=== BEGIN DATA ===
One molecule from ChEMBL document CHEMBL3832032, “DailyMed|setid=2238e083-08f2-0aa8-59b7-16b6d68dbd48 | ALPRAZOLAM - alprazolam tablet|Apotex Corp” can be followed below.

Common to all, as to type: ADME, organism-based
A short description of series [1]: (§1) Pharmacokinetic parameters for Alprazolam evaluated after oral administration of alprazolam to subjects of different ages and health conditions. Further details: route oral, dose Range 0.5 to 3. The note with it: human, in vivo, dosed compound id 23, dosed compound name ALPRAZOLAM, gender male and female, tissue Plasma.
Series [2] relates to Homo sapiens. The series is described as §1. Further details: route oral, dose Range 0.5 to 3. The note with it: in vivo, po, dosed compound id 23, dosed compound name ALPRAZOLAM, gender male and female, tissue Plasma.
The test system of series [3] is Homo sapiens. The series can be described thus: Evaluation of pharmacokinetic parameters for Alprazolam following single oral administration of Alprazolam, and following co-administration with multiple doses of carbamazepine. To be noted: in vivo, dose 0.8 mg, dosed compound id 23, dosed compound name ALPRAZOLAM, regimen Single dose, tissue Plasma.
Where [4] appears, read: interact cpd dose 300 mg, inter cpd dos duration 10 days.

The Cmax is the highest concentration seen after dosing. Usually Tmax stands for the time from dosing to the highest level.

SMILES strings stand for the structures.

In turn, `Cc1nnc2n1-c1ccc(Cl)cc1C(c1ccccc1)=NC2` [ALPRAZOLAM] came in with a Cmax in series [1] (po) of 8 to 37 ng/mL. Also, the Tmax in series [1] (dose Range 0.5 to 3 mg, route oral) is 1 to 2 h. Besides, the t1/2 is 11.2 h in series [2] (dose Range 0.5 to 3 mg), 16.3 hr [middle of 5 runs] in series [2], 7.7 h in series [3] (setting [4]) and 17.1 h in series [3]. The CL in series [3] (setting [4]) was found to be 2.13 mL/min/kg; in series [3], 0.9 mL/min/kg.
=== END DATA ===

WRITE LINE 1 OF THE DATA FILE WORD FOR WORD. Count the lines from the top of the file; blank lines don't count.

One molecule from ChEMBL document CHEMBL3832032, “DailyMed|setid=2238e083-08f2-0aa8-59b7-16b6d68dbd48 | ALPRAZOLAM - alprazolam tablet|Apotex Corp” can be followed below.